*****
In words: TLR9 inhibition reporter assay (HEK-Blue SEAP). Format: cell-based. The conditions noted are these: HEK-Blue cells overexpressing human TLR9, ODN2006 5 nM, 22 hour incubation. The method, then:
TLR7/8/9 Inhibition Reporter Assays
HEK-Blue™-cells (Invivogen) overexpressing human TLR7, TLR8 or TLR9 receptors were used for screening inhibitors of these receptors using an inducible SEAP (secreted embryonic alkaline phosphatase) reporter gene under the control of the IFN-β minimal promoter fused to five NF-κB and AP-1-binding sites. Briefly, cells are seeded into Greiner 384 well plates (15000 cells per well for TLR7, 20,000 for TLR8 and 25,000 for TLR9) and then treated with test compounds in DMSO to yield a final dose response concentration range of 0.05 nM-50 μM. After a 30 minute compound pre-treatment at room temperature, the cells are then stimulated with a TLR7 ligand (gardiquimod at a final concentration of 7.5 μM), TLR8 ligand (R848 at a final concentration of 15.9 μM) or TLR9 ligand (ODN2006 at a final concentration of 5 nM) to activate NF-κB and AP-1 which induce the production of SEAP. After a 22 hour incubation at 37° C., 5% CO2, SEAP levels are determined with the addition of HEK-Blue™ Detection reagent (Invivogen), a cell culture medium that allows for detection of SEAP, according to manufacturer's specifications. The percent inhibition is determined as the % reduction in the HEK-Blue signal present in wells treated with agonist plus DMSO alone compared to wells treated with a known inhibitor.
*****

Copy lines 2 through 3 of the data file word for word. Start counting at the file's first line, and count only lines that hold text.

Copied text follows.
TLR7/8/9 Inhibition Reporter Assays
HEK-Blue™-cells (Invivogen) overexpressing human TLR7, TLR8 or TLR9 receptors were used for screening inhibitors of these receptors using an inducible SEAP (secreted embryonic alkaline phosphatase) reporter gene under the control of the IFN-β minimal promoter fused to five NF-κB and AP-1-binding sites. Briefly, cells are seeded into Greiner 384 well plates (15000 cells per well for TLR7, 20,000 for TLR8 and 25,000 for TLR9) and then treated with test compounds in DMSO to yield a final dose response concentration range of 0.05 nM-50 μM. After a 30 minute compound pre-treatment at room temperature, the cells are then stimulated with a TLR7 ligand (gardiquimod at a final concentration of 7.5 μM), TLR8 ligand (R848 at a final concentration of 15.9 μM) or TLR9 ligand (ODN2006 at a final concentration of 5 nM) to activate NF-κB and AP-1 which induce the production of SEAP. After a 22 hour incubation at 37° C., 5% CO2, SEAP levels are determined with the addition of HEK-Blue™ Detection reagent (Invivogen), a cell culture medium that allows for detection of SEAP, according to manufacturer's specifications. The percent inhibition is determined as the % reduction in the HEK-Blue signal present in wells treated with agonist plus DMSO alone compared to wells treated with a known inhibitor.